Churches, please check
your telephone manners

Commentary By Alice Smith

My mother is making a move from condo living to a senior adult facility, and as part of the paperwork involved, I spent several hours on the telephone recently trying to get some needed financial information. I was making the calls because she has trouble navigating phone systems and hearing what people say.

My mother is quite smart and alert and on top of things (she speeds through the daily crossword puzzle in the paper), and her physical problems are mostly related to some hearing loss and trouble walking because of an arthritic knee. She is moving to an independent living facility, but one that offers support services. It is a move she initiated and is ready for, and I believe she will enjoy the other residents and the many activities.

I totally understand her frustration about trying to get a human on the phone when you want some information that you are entitled to and should be able to obtain readily. Convoluted voice-mail systems have become so commonplace that there are Web sites that tell you what to do in specific companies in order to access a person.

But what I've encountered as editor of Wesleyan Christian Advocate, the newspaper of the North and South Georgia annual conferences, is that many churches (not all, by any means) have impersonal phone systems where it's difficult to get a person on the line. Of all the places in the world you would expect to make human contact and hear a friendly voice right from the start, it is a church.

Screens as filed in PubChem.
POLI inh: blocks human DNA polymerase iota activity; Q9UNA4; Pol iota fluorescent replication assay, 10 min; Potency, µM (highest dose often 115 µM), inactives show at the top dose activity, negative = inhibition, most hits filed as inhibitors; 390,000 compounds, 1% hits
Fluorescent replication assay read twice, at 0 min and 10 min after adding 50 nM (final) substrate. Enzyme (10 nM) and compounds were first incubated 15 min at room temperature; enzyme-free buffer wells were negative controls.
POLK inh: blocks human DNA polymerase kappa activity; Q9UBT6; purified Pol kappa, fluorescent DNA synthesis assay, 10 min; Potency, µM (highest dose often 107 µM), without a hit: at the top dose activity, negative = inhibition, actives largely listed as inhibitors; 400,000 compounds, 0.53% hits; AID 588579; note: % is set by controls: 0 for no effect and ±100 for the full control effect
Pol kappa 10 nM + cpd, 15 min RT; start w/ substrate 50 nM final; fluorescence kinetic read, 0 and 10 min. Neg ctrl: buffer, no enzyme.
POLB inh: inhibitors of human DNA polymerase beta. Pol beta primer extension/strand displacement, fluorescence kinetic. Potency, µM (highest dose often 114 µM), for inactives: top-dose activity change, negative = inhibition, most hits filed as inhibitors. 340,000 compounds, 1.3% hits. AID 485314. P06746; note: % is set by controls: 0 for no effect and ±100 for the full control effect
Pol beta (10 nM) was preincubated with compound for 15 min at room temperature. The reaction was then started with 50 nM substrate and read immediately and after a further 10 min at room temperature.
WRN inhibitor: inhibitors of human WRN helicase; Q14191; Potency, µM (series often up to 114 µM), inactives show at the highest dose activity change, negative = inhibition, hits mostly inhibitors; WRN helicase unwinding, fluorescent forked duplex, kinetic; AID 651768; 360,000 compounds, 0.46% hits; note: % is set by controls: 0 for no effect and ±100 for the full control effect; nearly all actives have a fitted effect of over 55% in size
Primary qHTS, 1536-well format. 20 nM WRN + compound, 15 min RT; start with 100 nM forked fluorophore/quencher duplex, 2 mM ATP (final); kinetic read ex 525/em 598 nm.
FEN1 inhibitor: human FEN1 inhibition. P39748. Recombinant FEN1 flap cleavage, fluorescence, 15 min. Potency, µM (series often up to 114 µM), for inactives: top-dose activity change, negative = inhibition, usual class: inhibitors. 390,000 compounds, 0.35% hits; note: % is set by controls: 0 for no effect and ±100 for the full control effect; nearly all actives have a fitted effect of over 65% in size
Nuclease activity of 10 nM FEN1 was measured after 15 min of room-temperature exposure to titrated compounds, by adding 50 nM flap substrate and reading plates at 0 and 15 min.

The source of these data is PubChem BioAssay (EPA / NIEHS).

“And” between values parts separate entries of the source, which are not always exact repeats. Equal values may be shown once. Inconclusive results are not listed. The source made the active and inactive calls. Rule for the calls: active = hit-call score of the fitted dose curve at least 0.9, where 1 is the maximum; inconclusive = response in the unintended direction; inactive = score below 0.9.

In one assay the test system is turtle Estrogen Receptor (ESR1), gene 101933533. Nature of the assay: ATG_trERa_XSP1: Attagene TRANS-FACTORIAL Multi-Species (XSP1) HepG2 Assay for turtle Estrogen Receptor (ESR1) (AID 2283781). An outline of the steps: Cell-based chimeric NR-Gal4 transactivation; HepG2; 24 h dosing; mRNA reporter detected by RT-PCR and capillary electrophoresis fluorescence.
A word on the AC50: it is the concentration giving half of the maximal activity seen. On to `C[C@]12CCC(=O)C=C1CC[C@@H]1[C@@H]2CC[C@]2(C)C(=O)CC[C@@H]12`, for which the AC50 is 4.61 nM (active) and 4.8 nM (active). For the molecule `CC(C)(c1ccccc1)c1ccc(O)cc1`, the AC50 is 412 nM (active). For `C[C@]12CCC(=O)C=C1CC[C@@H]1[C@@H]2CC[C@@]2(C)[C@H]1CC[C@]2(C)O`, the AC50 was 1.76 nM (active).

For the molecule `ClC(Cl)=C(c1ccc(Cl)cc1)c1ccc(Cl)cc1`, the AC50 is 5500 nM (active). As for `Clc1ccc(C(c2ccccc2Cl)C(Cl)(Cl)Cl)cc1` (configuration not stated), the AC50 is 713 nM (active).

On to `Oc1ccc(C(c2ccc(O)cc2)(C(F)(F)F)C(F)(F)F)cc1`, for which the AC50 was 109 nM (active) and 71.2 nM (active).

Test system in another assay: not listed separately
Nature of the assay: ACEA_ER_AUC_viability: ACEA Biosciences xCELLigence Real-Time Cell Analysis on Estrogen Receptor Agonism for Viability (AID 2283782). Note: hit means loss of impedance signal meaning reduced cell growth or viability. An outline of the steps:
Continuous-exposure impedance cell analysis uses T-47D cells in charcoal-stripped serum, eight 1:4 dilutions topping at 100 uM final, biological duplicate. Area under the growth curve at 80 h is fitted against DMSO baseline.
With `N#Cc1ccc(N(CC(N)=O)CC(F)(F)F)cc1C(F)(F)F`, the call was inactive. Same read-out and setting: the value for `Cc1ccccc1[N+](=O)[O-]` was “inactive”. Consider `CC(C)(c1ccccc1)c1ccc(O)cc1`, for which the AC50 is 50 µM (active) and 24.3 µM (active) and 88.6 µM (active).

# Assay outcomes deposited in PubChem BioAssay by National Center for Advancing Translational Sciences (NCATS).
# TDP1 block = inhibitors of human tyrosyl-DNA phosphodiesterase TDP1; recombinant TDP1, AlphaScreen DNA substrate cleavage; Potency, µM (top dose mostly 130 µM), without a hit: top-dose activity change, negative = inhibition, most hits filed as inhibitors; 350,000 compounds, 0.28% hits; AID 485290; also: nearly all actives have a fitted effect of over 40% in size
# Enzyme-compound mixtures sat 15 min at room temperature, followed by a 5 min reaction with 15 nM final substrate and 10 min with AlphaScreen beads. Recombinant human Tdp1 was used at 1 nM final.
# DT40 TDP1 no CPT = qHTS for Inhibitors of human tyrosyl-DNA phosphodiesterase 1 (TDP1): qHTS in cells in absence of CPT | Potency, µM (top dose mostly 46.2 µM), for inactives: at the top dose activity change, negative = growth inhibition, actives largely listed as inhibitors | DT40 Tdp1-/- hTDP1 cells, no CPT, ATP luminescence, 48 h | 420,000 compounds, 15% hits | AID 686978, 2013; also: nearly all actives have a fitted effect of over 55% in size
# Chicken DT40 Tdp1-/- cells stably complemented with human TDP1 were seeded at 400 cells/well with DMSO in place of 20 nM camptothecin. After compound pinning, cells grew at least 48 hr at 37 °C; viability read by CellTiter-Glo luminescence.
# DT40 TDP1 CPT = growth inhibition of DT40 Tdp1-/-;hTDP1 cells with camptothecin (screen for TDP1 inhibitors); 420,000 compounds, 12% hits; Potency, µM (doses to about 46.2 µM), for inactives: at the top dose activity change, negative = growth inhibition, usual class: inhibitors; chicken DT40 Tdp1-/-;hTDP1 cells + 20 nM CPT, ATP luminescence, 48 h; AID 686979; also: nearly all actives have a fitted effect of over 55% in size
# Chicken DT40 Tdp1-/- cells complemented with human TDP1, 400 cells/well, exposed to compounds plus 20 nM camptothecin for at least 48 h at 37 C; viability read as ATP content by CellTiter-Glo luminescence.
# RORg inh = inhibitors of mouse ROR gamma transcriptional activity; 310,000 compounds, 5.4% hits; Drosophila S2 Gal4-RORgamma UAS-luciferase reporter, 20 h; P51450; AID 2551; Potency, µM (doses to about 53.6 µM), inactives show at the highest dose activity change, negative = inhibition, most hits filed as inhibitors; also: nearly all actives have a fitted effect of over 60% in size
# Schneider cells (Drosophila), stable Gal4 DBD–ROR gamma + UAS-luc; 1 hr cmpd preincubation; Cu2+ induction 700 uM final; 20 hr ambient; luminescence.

I call a lot of churches in my job, and it's usually during regular office hours when a staff member is normally there. Often I am amazed at what I find (or hear). One church, upon answering, had two full minutes of recorded options (I timed it). There was a greeting, listing of office hours, a fax number, an emergency number, a chance to punch your party's extension or access a staff directory, a lengthy discourse on the church's ministries, an opportunity to hear a monthly devotion - and finally the option to press "0" to talk to a person.

And while I'm at it, I have two other pet peeves. One is calling a church, asking to speak to someone, being put through as if the person were there and then getting the person's voice mail. I so appreciate those who tell me upfront the person isn't in and then offer access to their voice mail, because it gives me the opportunity to ask when the person will be in or if there is someone else who can help me. When you're working on deadlines, this information is helpful.

My other pet peeve is when people e-mail me but my response back doesn't go through because I'm not on their approved list. Once I went on one of our conference Web sites to get information about a specific event, and when I e-mailed the contact name on the Web site, I received the message, "I now allow incoming messages only from senders I have approved beforehand." Why on earth would someone give their e-mail address "for more information" and then refuse to receive the e-mails?

I understand and appreciate the conveniences that come with message machines and e-mail, but common courtesy never goes out of style. Particularly it's incumbent on churches - which should place the highest priority on human connection in an increasingly anonymous society - to evaluate how they answer their phones and the image they are presenting to their members and the world.

Smith is editor of the Wesleyan Christian Advocate, the newspaper of the North and South Georgia annual conferences.


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